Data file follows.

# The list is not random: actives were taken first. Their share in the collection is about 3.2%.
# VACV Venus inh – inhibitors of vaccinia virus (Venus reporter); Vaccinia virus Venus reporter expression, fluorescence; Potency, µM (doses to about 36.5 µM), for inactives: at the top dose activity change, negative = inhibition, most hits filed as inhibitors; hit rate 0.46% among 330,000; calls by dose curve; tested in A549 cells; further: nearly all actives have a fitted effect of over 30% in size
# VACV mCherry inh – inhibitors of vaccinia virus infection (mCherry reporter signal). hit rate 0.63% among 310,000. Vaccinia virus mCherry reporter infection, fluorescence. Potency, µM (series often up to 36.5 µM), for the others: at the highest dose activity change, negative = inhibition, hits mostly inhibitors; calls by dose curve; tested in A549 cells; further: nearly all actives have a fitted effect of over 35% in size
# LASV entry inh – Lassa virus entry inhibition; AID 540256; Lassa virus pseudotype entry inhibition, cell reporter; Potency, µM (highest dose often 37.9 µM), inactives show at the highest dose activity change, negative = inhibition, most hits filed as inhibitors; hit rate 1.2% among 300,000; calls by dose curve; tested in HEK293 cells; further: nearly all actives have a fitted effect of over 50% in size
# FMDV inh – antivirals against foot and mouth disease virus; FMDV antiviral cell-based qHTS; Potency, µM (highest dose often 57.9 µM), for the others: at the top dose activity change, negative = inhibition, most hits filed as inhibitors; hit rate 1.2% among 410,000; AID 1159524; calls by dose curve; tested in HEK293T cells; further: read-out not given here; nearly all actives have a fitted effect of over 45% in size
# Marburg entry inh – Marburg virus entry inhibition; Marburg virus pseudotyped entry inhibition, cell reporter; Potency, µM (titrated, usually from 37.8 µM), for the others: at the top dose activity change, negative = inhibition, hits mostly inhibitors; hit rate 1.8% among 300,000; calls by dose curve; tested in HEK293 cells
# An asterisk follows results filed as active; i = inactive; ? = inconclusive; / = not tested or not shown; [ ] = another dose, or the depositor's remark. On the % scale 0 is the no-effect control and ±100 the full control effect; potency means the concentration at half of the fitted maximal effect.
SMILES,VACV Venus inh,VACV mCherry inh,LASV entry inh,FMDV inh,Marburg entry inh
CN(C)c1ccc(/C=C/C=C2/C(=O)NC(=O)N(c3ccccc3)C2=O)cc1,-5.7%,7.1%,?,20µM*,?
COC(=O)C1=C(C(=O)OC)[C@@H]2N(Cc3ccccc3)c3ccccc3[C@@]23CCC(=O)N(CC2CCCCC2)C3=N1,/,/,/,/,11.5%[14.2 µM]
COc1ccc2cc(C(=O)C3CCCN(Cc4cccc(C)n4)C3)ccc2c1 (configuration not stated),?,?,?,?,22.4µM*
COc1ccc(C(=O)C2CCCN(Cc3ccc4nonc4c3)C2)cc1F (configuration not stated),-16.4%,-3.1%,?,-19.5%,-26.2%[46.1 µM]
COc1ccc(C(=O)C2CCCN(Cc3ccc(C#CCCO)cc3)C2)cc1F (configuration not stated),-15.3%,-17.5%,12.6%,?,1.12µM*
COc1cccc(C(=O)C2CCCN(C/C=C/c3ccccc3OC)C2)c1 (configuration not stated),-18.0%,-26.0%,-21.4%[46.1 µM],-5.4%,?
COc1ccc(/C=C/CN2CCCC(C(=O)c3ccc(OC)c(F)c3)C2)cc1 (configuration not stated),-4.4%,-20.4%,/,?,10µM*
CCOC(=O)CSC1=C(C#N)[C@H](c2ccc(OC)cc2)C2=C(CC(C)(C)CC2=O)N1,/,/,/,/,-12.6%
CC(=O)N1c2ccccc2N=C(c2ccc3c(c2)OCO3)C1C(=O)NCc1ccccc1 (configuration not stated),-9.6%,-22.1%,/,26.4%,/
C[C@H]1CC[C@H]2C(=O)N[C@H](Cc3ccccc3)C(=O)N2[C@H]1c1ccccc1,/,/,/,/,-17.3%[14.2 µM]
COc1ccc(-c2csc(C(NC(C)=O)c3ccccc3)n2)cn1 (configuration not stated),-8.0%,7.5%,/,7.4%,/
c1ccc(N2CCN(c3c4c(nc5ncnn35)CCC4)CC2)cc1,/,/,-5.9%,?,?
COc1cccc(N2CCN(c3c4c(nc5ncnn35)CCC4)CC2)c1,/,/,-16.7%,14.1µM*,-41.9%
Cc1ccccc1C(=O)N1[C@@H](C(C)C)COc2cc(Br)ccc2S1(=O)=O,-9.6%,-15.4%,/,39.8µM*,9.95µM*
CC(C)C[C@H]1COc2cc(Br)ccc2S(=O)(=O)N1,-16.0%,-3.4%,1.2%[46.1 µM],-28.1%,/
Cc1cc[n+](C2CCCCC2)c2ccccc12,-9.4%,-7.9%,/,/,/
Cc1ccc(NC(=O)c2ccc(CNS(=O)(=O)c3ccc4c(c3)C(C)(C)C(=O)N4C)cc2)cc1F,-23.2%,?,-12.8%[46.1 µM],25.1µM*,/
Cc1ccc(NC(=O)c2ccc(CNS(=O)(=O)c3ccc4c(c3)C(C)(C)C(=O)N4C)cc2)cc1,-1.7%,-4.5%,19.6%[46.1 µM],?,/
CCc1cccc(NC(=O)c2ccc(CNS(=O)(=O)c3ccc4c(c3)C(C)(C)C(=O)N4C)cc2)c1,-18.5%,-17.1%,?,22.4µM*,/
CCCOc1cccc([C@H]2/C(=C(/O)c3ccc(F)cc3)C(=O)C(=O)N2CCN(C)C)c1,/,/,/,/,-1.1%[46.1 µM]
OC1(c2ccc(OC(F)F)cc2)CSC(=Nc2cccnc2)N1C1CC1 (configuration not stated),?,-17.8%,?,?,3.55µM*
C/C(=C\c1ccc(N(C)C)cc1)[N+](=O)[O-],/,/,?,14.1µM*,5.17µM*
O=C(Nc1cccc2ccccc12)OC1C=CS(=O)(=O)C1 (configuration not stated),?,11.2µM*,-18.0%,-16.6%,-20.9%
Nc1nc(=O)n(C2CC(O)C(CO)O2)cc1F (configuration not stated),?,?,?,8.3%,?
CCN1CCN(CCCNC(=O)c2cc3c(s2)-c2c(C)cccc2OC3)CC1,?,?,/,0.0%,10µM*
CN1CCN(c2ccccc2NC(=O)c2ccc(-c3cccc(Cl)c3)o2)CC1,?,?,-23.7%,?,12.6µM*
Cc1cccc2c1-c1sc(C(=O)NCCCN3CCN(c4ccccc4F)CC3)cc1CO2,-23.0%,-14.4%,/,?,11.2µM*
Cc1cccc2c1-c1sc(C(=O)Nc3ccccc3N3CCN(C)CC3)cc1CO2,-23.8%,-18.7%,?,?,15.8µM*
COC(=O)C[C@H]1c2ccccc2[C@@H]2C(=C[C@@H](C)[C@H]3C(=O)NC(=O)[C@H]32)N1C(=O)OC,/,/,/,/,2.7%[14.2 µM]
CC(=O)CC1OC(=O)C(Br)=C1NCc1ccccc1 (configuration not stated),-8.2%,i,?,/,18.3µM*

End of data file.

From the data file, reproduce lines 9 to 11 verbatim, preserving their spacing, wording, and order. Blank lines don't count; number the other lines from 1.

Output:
CN(C)c1ccc(/C=C/C=C2/C(=O)NC(=O)N(c3ccccc3)C2=O)cc1,-5.7%,7.1%,?,20µM*,?
COC(=O)C1=C(C(=O)OC)[C@@H]2N(Cc3ccccc3)c3ccccc3[C@@]23CCC(=O)N(CC2CCCCC2)C3=N1,/,/,/,/,11.5%[14.2 µM]
COc1ccc2cc(C(=O)C3CCCN(Cc4cccc(C)n4)C3)ccc2c1 (configuration not stated),?,?,?,?,22.4µM*